To gather insights on the state of performance optimization and monitoring today, we spoke to 12 executives from 11 companies that provide performance optimization and monitoring solutions for their clients.
Here's what they told us when we asked, "What skills do developers need to have to optimize the performance and ease of monitoring their applications?"
Design for degradation. Educate yourself upfront with regards to the operating environment, the end-user environment, and how the application will be used — LAN versus WAN versus internet versus mobile. Think ahead about the consumption environment.
Don’t assume that the model you have in your head is correct. Measure and see where the bottlenecks are. Don’t guess where performance problems will be. Explore global latency. Matrix and evaluate under real-world loads. Use as a baseline to push and improve your own systems. “The backup never fails. It’s the restore that does.”
Care the correct amount about performance. It’s not economically feasible to replicate the full environment when there are plenty of other tests using a representative sample and scenarios. You’re going to get it wrong. Design in breakable themes. You’re going to get pieces wrong. Make it easy to make changes to elements of your code.
Set a reliable benchmark or baseline for your true performance goal (i.e., access in 60 to 100 milliseconds). Figure out which performance metrics are most important to the business. Know how you are performing over time relative to the benchmark. Know what the end user is experiencing. How to tie together what you are learning into something you can use as a developer. Spend time to determine how to get alerts to determine value.
You can’t solve every problem with design. See more. Empower the developer with the right knowledge and ability to make design decisions securely. Knowledge of how design impacts and find creative solutions. Stay in a creative mode.
A lot of companies are not following best practices for app development. This is amplified in big data because multi-tenancy can bring the system down. Do perform tuning and analytics up front to ensure you are not affecting anyone else. Collect data across the stack. Always have full stack visibility. This enables you to have a more processed way of getting apps to production. Understand security and data governance issues. Understand data use and resource use.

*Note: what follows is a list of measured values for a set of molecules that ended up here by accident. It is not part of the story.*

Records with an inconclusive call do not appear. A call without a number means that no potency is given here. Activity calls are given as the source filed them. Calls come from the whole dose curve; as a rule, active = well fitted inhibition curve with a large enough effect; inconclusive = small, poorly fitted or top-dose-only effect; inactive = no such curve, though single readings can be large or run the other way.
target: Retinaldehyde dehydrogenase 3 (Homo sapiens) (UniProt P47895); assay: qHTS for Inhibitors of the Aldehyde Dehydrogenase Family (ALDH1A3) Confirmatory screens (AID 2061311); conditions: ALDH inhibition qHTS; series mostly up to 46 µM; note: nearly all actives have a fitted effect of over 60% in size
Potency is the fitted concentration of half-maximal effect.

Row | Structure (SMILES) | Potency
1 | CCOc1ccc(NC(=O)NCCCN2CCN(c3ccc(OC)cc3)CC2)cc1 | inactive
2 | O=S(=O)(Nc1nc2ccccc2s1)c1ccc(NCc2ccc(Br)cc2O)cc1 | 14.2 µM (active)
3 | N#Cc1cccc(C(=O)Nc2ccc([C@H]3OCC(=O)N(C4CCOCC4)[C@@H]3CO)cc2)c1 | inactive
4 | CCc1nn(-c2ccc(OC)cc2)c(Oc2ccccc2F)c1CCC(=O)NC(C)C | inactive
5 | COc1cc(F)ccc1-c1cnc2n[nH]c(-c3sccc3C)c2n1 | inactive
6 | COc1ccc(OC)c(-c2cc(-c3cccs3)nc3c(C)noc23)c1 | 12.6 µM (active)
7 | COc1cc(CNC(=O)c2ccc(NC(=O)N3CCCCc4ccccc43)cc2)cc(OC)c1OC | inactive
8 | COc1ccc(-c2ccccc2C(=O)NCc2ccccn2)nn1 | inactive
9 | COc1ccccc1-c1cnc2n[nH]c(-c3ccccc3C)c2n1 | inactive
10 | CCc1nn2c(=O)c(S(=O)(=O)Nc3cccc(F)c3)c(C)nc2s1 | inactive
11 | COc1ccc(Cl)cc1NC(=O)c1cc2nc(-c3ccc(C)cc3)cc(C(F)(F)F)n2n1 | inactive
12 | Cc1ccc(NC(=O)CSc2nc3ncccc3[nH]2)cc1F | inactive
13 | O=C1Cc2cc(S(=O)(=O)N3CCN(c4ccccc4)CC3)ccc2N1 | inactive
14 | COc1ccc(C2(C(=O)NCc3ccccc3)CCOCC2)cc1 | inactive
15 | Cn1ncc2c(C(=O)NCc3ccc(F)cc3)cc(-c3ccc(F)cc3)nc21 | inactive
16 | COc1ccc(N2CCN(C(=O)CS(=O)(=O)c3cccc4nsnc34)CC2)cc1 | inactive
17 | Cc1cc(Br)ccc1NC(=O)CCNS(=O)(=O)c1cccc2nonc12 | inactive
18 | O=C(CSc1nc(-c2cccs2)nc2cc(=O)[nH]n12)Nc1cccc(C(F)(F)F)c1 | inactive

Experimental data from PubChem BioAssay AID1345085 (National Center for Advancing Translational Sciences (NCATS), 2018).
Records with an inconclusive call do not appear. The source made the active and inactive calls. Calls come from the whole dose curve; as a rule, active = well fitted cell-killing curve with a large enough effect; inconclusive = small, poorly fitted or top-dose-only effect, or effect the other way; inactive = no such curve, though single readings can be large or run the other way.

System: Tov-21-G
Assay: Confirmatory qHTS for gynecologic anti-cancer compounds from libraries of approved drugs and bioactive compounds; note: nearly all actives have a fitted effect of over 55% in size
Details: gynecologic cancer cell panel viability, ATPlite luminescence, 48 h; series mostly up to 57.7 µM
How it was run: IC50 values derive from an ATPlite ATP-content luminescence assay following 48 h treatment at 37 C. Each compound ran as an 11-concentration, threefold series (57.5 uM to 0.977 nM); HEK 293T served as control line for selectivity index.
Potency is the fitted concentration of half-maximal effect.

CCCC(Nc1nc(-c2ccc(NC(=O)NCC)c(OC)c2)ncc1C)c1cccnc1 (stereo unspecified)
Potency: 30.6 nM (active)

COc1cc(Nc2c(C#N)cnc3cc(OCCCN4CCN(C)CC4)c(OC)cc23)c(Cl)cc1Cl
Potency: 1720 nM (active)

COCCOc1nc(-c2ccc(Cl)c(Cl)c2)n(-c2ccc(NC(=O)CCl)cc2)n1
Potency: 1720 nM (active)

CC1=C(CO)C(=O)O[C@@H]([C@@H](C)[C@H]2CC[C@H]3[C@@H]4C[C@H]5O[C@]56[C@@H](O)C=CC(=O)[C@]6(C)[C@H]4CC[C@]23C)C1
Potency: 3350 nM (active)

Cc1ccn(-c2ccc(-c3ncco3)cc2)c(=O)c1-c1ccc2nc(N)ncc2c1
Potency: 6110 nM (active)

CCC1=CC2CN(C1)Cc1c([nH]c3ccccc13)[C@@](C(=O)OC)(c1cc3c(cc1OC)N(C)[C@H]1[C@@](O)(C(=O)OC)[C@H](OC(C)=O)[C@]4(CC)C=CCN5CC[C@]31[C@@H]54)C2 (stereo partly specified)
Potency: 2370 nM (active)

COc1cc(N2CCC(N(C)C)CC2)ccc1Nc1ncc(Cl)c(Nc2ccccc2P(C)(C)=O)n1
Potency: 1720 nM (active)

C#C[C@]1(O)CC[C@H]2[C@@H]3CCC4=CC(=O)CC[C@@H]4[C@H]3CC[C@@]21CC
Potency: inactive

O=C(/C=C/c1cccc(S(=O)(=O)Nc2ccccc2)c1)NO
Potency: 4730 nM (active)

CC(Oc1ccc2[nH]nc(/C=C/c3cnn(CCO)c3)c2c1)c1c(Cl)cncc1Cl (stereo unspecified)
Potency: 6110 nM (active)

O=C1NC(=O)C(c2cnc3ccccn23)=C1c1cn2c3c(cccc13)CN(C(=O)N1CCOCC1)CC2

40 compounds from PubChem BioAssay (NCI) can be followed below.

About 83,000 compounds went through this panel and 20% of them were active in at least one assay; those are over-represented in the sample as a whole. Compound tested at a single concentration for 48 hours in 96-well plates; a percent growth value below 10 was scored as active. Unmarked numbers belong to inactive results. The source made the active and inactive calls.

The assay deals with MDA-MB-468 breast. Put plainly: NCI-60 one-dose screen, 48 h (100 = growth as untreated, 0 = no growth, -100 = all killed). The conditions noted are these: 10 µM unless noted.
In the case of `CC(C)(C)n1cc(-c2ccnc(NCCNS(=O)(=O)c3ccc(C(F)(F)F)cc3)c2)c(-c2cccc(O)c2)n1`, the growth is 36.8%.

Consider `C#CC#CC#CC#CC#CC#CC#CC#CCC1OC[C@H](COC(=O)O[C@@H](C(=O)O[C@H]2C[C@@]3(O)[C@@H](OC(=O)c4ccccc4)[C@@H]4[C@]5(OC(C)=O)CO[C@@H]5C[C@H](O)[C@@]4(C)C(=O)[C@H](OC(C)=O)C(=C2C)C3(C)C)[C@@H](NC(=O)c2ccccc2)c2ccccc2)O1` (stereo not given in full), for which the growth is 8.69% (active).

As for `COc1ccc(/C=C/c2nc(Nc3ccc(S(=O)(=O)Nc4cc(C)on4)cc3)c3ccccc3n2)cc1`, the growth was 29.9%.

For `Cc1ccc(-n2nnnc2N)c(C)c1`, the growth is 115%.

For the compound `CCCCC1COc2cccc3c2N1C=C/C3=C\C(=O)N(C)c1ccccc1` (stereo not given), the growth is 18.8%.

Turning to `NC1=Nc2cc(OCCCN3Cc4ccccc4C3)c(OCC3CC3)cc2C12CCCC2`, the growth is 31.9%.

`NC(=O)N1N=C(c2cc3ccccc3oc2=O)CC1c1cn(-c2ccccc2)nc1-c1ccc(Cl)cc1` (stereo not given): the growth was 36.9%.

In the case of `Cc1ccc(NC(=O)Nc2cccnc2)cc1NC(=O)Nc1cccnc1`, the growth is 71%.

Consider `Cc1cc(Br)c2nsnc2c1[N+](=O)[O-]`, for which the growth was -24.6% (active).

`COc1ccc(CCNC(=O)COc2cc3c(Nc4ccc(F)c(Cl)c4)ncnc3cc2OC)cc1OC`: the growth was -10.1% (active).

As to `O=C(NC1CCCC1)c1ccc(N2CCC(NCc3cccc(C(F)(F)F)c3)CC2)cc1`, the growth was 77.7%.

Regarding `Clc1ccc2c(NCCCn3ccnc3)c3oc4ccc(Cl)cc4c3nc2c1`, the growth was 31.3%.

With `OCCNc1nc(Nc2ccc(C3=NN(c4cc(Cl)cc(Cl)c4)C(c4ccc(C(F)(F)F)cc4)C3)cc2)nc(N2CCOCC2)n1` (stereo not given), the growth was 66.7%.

Have common sense and experience in creating well-performing applications. Have the ourage to limit functionality and convenience of APIs to have better performance.
Application developers and DevOps engineers need to eliminate guesswork and have a precise understanding of how their unique applications will perform on their underlying infrastructure. They need a predictive understanding of how every single change (even minor ones) will impact performance. They need the accuracy provided by a real-time feedback platform that persistently analyzes all changes and updates, and the resultant impacts on application response times. The key new skill is to have an authoritative understanding of the underlying IT infrastructure and the expertise to keep it running smoothly in the face of constant change, independent of vendors or whether it is on-premise or in the cloud.
They need to have some experience, that’s for sure. I do not think somebody that never saw the lights of production would handle optimization well. I would prefer someone with DevOps experience, although a developer that had access to monitoring tools would also be adequate. Developers need to have knowledge of the production environment. That means they should be able to pull out stats from a production server, be it an app server or a DB server. Understand logging and use it to signal problems in production. If monitoring tools are in place they need to be able to understand their output. When encountering problems while monitoring load testing or production environment, those involved in these processes would require the right skills to address the problems. For example, if there is a problem with a database, you should know how to add an index, move files around or add another DB server. Should the problem be a memory leak they would have to know how to do a heap dump and investigate what component is leaking.
The scientific principles (o-notation, etc.) to optimizing a program still apply today, of course. So, any programmer should know them. The biggest challenge today is to be able to see and analyze the bigger picture. Optimization no longer lies in the code alone. Developers need to be able to understand the architecture of the system, how services talk to each other, how the database is accessed, how messages are read by concurrent consumers, etc. This requires a broad way of looking at things, accumulated experience, and an analytical mind.
Think like a customer and think about what parts of the application would most impact you as an end user. Start from the user persona and build from there.
By the way, here's who we spoke to!
- Josh Gray, Chief Architect, Cedexis.
- Jeff Bishop, General Manager, ConnectWise Control.
- Bryan Jenks, CEO and Co-Founder, DropLit.io.
- Doru Paraschiv, Co-Founder, IRON Sheep TECH.
- Yoav Landman, Co-Founder and CTO, JFrog.
- Jim Frey, V.P. Strategic Alliances, Kentik.
- Eric Sigler, Head of DevOps, PagerDuty.
- Nick Kephart, Senior Director Product Marketing, ThousandEyes.
- Kunal Agarwal, CEO, Unravel Data.
- Len Rosenthal, CMO, Virtual Instruments.
- Alex Rysenko, Lead Software Engineer, and Eugene Abramchuk, Senior Performance Engineer, Waverley Software.